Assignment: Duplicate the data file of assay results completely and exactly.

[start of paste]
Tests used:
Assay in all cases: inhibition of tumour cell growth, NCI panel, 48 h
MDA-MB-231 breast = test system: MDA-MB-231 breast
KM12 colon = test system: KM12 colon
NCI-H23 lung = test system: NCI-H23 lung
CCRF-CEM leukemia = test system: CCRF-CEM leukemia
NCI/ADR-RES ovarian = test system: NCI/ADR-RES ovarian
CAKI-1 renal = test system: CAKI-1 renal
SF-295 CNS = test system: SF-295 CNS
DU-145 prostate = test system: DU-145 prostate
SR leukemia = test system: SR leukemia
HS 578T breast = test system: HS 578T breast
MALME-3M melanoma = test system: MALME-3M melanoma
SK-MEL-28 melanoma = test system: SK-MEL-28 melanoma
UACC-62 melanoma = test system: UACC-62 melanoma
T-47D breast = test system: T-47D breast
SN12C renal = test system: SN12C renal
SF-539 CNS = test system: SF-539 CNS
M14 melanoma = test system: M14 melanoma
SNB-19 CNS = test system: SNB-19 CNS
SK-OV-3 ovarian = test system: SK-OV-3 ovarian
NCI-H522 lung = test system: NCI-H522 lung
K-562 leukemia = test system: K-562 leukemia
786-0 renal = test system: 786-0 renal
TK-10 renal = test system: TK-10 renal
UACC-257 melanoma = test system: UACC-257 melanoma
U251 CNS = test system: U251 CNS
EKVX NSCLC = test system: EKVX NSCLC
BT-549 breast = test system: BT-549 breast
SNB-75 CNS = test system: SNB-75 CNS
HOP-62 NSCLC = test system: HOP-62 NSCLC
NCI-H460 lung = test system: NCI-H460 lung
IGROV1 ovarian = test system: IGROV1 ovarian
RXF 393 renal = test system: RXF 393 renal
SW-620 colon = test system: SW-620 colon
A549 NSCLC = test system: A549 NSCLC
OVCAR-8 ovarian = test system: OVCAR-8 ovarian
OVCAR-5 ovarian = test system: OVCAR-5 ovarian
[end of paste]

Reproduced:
Tests used:
Assay in all cases: inhibition of tumour cell growth, NCI panel, 48 h
MDA-MB-231 breast = test system: MDA-MB-231 breast
KM12 colon = test system: KM12 colon
NCI-H23 lung = test system: NCI-H23 lung
CCRF-CEM leukemia = test system: CCRF-CEM leukemia
NCI/ADR-RES ovarian = test system: NCI/ADR-RES ovarian
CAKI-1 renal = test system: CAKI-1 renal
SF-295 CNS = test system: SF-295 CNS
DU-145 prostate = test system: DU-145 prostate
SR leukemia = test system: SR leukemia
HS 578T breast = test system: HS 578T breast
MALME-3M melanoma = test system: MALME-3M melanoma
SK-MEL-28 melanoma = test system: SK-MEL-28 melanoma
UACC-62 melanoma = test system: UACC-62 melanoma
T-47D breast = test system: T-47D breast
SN12C renal = test system: SN12C renal
SF-539 CNS = test system: SF-539 CNS
M14 melanoma = test system: M14 melanoma
SNB-19 CNS = test system: SNB-19 CNS
SK-OV-3 ovarian = test system: SK-OV-3 ovarian
NCI-H522 lung = test system: NCI-H522 lung
K-562 leukemia = test system: K-562 leukemia
786-0 renal = test system: 786-0 renal
TK-10 renal = test system: TK-10 renal
UACC-257 melanoma = test system: UACC-257 melanoma
U251 CNS = test system: U251 CNS
EKVX NSCLC = test system: EKVX NSCLC
BT-549 breast = test system: BT-549 breast
SNB-75 CNS = test system: SNB-75 CNS
HOP-62 NSCLC = test system: HOP-62 NSCLC
NCI-H460 lung = test system: NCI-H460 lung
IGROV1 ovarian = test system: IGROV1 ovarian
RXF 393 renal = test system: RXF 393 renal
SW-620 colon = test system: SW-620 colon
A549 NSCLC = test system: A549 NSCLC
OVCAR-8 ovarian = test system: OVCAR-8 ovarian
OVCAR-5 ovarian = test system: OVCAR-5 ovarian